[swift-server-dev] Keeping servers robust

Andrew Akira Toulouse andrew at atoulou.se
Thu Nov 24 04:39:34 CST 2016

In a HTTP-centric universe, FastCGI or load balancer software are great
solutions, but ceding control to an opaque external system means any
somewhat stateful network traffic that isn't HTTP is going to have to build
an ad-hoc system for dealing with a process that can be brought down by a
logic error.

In a world where you're dealing with continuous byte streams, for example
some sort of video encoder or multiplexer (main point: dependent on a
finite hardware resource) where you can't just scale the worker processes
really high, tighter coupling between the server process and its recovery
mechanism seems like it'd be important.

On Thu, Nov 24, 2016 at 2:26 AM, Alex Blewitt <alblue at apple.com> wrote:

> On 23 Nov 2016, at 19:01, Andrew Akira Toulouse via swift-server-dev <
> swift-server-dev at swift.org> wrote:
> Has there been any thoughts to strategies for keeping servers written in
> Swift running? People are certain to write bugs resulting in crashes from
> time to time, and I think that natively and gracefully handling
> process-death and relaunching workers would be something that probably gets
> standardized – if not by the provided APIs, then by whatever project
> springs up to fill that gap first.
> At the moment, a force unwrap of a nil value results in triggering a ud2
> instruction which brings the process crashing down, taking all dispatch
> queues with it. This is a sensible mechanism for single-user applications
> and (for example) preserves data from corruption, but having a multi-user
> server it's not as desirable.
> The problem is that when a crash occurs, even if you could disable it by
> pausing instead, would result in leaked memory. Any reference types (or
> protocol backed value types which have been promoted to the heap) will now
> never be cleaned up. Since there isn't any form of background garbage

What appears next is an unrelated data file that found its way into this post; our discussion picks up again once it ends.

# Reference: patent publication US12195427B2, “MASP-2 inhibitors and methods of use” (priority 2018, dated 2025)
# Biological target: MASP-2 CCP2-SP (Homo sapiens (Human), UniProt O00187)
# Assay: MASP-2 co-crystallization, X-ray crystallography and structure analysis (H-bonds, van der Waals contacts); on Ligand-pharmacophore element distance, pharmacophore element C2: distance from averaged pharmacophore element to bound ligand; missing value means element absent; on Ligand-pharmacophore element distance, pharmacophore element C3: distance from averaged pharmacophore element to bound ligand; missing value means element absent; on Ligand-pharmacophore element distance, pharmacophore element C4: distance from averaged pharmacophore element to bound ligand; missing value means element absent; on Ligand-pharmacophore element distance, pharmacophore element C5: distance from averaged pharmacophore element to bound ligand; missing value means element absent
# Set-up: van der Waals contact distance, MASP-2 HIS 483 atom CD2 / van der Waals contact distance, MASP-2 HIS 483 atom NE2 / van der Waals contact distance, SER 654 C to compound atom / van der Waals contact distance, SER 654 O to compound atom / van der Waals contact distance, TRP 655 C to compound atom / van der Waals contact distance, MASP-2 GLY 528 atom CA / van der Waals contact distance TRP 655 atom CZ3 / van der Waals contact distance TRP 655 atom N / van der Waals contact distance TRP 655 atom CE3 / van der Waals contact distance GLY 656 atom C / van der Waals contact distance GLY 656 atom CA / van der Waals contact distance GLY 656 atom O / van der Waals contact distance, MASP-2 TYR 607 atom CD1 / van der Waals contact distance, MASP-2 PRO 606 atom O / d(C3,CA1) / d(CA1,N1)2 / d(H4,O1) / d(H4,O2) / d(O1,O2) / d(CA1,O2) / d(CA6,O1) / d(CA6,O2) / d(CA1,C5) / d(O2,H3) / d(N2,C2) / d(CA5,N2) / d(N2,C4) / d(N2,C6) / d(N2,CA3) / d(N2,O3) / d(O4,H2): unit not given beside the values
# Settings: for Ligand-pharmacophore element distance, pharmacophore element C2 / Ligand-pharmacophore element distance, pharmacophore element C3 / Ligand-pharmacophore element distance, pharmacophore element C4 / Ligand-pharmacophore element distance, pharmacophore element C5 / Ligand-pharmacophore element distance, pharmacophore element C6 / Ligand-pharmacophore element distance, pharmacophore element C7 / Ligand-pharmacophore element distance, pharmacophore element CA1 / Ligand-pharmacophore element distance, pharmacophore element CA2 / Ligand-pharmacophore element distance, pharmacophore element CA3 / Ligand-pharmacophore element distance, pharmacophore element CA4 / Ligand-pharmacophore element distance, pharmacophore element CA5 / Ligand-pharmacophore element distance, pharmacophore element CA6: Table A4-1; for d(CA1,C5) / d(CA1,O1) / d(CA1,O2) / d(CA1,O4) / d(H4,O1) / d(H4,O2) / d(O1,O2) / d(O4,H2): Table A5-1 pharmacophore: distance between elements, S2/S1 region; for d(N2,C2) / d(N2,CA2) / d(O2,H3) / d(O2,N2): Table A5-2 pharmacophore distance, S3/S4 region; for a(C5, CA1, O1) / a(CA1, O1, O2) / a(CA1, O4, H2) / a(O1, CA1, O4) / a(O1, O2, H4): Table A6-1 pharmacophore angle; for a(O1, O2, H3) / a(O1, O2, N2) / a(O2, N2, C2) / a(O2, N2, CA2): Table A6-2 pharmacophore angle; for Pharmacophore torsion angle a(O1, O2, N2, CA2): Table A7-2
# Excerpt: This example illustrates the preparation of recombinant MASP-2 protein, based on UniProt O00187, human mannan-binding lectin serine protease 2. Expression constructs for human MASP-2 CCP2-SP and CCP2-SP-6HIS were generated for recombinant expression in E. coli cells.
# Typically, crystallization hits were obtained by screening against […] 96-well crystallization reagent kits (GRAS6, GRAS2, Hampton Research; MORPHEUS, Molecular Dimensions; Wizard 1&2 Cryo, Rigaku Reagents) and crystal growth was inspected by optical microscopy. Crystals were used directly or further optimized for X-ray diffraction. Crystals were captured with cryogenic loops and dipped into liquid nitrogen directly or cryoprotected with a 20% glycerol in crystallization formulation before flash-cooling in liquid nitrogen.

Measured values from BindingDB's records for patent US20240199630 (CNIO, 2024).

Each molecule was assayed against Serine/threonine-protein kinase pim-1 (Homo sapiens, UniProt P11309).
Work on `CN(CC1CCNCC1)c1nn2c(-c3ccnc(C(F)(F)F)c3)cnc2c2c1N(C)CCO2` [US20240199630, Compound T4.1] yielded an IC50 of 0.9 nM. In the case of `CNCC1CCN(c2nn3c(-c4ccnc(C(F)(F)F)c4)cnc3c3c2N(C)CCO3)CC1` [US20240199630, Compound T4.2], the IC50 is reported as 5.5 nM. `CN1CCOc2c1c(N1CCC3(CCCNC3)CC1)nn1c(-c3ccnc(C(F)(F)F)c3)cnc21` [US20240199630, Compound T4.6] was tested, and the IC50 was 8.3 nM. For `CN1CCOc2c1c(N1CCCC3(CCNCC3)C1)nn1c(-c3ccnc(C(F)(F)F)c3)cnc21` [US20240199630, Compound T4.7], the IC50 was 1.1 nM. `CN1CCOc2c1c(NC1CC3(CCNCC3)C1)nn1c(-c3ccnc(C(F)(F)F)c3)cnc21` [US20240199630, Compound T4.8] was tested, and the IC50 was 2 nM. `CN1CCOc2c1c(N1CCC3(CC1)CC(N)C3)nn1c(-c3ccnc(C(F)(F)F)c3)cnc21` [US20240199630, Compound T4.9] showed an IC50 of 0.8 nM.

> collection, that memory just stays there until the process terminates.
> As such, the only way to deal with this at the moment is to have a front
> end dispatcher/load balancer that spawns multiple children, and each child
> handles one request. You can use built-in CGI systems – Kitura has a
> FastCGI implementation https://github.com/IBM-Swift/Kitura-net/tree/
> master/Sources/KituraNet/FastCGI for example – and have the web server
> spawn off single-use processes each time. One process per request is
> potentially not as performant as re-using processes for subsequent requests
> though.
> Of course you can use launchd or equivalent to spawn up a number of worker
> processes and have them statically/dynamically registered with the load
> balancer/front end, and has the advantage that the processes can then be
> distributed across multiple hosts – micro services are often deployed in
> this way.
> Spitballing: Is there perhaps an IPC abstraction that can work together
> with Swift and libdispatch? IIRC, XPC is dispatch-based, and I'm
> particularly fond of its API, but I'm not knowledgeable enough to evaluate
> it or how much of it can be made to work without the availability of Mach
> ports. I recall that some part of it uses launchd, but I'm not certain what
> it's used for or the degree to which that integration is required.
> It is possible to write your own to do this, but if you're fielding HTTP
> traffic then it makes just as much sense to use existing HTTP load balancer
> technology to be able to perform this for you, and gives you an advantage
> that you can distribute over multiple hosts instead of a single host. There
> are some downsides – you end up parsing the HTTP request twice, for example
> (though in practice load balancers are typically sufficiently finely tuned
> that their parsing isn't a significant overhead in the processing of a
> request). Of course you can use something like gRPC
> https://github.com/grpc/grpc-swift to perform a pre-parsed XPC request
> from a client to server.
> Alex
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